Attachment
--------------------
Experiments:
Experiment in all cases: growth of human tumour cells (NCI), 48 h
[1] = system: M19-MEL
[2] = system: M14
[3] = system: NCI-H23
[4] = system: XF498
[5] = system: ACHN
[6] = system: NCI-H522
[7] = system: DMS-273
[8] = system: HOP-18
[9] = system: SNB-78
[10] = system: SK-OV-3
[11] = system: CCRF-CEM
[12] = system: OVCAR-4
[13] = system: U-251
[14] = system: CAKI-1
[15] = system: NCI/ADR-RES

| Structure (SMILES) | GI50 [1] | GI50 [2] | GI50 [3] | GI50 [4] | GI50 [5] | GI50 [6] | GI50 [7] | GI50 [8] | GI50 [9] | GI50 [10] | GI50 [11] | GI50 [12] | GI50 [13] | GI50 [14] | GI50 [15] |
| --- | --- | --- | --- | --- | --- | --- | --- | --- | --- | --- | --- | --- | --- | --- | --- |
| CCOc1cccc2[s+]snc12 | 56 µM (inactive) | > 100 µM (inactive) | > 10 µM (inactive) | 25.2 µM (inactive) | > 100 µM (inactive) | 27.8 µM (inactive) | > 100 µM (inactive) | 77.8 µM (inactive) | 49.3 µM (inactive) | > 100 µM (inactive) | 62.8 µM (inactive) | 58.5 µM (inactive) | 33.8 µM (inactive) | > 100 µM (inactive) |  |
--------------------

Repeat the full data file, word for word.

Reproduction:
Experiments:
Experiment in all cases: growth of human tumour cells (NCI), 48 h
[1] = system: M19-MEL
[2] = system: M14
[3] = system: NCI-H23
[4] = system: XF498
[5] = system: ACHN
[6] = system: NCI-H522
[7] = system: DMS-273
[8] = system: HOP-18
[9] = system: SNB-78
[10] = system: SK-OV-3
[11] = system: CCRF-CEM
[12] = system: OVCAR-4
[13] = system: U-251
[14] = system: CAKI-1
[15] = system: NCI/ADR-RES

| Structure (SMILES) | GI50 [1] | GI50 [2] | GI50 [3] | GI50 [4] | GI50 [5] | GI50 [6] | GI50 [7] | GI50 [8] | GI50 [9] | GI50 [10] | GI50 [11] | GI50 [12] | GI50 [13] | GI50 [14] | GI50 [15] |
| --- | --- | --- | --- | --- | --- | --- | --- | --- | --- | --- | --- | --- | --- | --- | --- |
| CCOc1cccc2[s+]snc12 | 56 µM (inactive) | > 100 µM (inactive) | > 10 µM (inactive) | 25.2 µM (inactive) | > 100 µM (inactive) | 27.8 µM (inactive) | > 100 µM (inactive) | 77.8 µM (inactive) | 49.3 µM (inactive) | > 100 µM (inactive) | 62.8 µM (inactive) | 58.5 µM (inactive) | 33.8 µM (inactive) | > 100 µM (inactive) |  |